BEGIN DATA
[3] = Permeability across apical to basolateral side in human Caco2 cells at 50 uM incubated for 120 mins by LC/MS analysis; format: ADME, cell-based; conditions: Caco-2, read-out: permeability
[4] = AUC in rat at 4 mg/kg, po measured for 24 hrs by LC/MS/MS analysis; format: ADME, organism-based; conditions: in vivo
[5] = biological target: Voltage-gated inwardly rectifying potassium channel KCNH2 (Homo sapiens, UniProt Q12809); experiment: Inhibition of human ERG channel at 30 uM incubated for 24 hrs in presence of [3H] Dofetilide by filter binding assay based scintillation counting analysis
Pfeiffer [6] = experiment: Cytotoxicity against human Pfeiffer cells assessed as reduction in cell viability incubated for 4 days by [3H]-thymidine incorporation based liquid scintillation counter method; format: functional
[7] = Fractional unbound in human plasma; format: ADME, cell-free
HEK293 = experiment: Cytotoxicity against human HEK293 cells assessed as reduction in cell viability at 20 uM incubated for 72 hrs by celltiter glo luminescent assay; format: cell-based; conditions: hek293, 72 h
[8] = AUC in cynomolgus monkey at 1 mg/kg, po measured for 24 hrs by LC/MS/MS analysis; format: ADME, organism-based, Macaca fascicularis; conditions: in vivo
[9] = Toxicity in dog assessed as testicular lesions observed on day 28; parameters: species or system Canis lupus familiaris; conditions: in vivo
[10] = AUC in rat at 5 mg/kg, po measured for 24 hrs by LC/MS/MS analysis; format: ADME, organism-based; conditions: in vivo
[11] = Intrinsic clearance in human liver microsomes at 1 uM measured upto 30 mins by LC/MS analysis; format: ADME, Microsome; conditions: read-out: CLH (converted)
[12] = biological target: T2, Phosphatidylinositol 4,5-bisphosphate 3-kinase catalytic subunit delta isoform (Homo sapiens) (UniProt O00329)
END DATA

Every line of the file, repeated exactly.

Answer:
[3] = Permeability across apical to basolateral side in human Caco2 cells at 50 uM incubated for 120 mins by LC/MS analysis; format: ADME, cell-based; conditions: Caco-2, read-out: permeability
[4] = AUC in rat at 4 mg/kg, po measured for 24 hrs by LC/MS/MS analysis; format: ADME, organism-based; conditions: in vivo
[5] = biological target: Voltage-gated inwardly rectifying potassium channel KCNH2 (Homo sapiens, UniProt Q12809); experiment: Inhibition of human ERG channel at 30 uM incubated for 24 hrs in presence of [3H] Dofetilide by filter binding assay based scintillation counting analysis
Pfeiffer [6] = experiment: Cytotoxicity against human Pfeiffer cells assessed as reduction in cell viability incubated for 4 days by [3H]-thymidine incorporation based liquid scintillation counter method; format: functional
[7] = Fractional unbound in human plasma; format: ADME, cell-free
HEK293 = experiment: Cytotoxicity against human HEK293 cells assessed as reduction in cell viability at 20 uM incubated for 72 hrs by celltiter glo luminescent assay; format: cell-based; conditions: hek293, 72 h
[8] = AUC in cynomolgus monkey at 1 mg/kg, po measured for 24 hrs by LC/MS/MS analysis; format: ADME, organism-based, Macaca fascicularis; conditions: in vivo
[9] = Toxicity in dog assessed as testicular lesions observed on day 28; parameters: species or system Canis lupus familiaris; conditions: in vivo
[10] = AUC in rat at 5 mg/kg, po measured for 24 hrs by LC/MS/MS analysis; format: ADME, organism-based; conditions: in vivo
[11] = Intrinsic clearance in human liver microsomes at 1 uM measured upto 30 mins by LC/MS analysis; format: ADME, Microsome; conditions: read-out: CLH (converted)
[12] = biological target: T2, Phosphatidylinositol 4,5-bisphosphate 3-kinase catalytic subunit delta isoform (Homo sapiens) (UniProt O00329)